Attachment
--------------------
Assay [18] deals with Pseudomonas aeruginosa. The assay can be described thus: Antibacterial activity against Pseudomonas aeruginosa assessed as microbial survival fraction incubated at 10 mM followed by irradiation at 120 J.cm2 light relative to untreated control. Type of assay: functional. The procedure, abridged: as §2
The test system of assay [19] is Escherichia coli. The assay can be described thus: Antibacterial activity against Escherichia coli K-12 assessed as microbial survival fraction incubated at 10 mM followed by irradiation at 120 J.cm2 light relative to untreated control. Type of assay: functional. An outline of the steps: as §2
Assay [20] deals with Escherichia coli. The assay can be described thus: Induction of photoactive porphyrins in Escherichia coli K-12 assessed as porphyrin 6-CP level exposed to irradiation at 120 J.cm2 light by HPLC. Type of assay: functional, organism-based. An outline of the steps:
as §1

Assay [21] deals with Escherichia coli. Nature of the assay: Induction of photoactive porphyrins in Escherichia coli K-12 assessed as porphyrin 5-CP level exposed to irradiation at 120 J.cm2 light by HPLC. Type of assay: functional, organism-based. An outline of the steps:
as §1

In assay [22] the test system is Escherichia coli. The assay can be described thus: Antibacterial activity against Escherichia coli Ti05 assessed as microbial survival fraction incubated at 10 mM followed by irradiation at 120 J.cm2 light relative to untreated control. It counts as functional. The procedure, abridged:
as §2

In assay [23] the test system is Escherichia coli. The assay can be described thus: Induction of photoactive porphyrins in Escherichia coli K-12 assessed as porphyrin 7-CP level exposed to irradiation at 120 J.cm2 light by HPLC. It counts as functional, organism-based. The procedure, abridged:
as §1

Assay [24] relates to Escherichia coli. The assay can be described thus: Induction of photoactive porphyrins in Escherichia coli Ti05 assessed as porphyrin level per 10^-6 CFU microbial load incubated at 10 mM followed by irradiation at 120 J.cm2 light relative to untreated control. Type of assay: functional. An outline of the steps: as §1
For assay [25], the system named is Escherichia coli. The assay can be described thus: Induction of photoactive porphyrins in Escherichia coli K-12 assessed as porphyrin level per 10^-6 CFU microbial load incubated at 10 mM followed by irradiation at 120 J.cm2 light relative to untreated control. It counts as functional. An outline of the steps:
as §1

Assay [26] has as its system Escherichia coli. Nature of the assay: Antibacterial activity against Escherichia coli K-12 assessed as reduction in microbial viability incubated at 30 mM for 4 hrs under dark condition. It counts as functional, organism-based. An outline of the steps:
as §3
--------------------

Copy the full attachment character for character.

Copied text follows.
Assay [18] deals with Pseudomonas aeruginosa. The assay can be described thus: Antibacterial activity against Pseudomonas aeruginosa assessed as microbial survival fraction incubated at 10 mM followed by irradiation at 120 J.cm2 light relative to untreated control. Type of assay: functional. The procedure, abridged: as §2
The test system of assay [19] is Escherichia coli. The assay can be described thus: Antibacterial activity against Escherichia coli K-12 assessed as microbial survival fraction incubated at 10 mM followed by irradiation at 120 J.cm2 light relative to untreated control. Type of assay: functional. An outline of the steps: as §2
Assay [20] deals with Escherichia coli. The assay can be described thus: Induction of photoactive porphyrins in Escherichia coli K-12 assessed as porphyrin 6-CP level exposed to irradiation at 120 J.cm2 light by HPLC. Type of assay: functional, organism-based. An outline of the steps:
as §1

Assay [21] deals with Escherichia coli. Nature of the assay: Induction of photoactive porphyrins in Escherichia coli K-12 assessed as porphyrin 5-CP level exposed to irradiation at 120 J.cm2 light by HPLC. Type of assay: functional, organism-based. An outline of the steps:
as §1

In assay [22] the test system is Escherichia coli. The assay can be described thus: Antibacterial activity against Escherichia coli Ti05 assessed as microbial survival fraction incubated at 10 mM followed by irradiation at 120 J.cm2 light relative to untreated control. It counts as functional. The procedure, abridged:
as §2

In assay [23] the test system is Escherichia coli. The assay can be described thus: Induction of photoactive porphyrins in Escherichia coli K-12 assessed as porphyrin 7-CP level exposed to irradiation at 120 J.cm2 light by HPLC. It counts as functional, organism-based. The procedure, abridged:
as §1

Assay [24] relates to Escherichia coli. The assay can be described thus: Induction of photoactive porphyrins in Escherichia coli Ti05 assessed as porphyrin level per 10^-6 CFU microbial load incubated at 10 mM followed by irradiation at 120 J.cm2 light relative to untreated control. Type of assay: functional. An outline of the steps: as §1
For assay [25], the system named is Escherichia coli. The assay can be described thus: Induction of photoactive porphyrins in Escherichia coli K-12 assessed as porphyrin level per 10^-6 CFU microbial load incubated at 10 mM followed by irradiation at 120 J.cm2 light relative to untreated control. It counts as functional. An outline of the steps:
as §1

Assay [26] has as its system Escherichia coli. Nature of the assay: Antibacterial activity against Escherichia coli K-12 assessed as reduction in microbial viability incubated at 30 mM for 4 hrs under dark condition. It counts as functional, organism-based. An outline of the steps:
as §3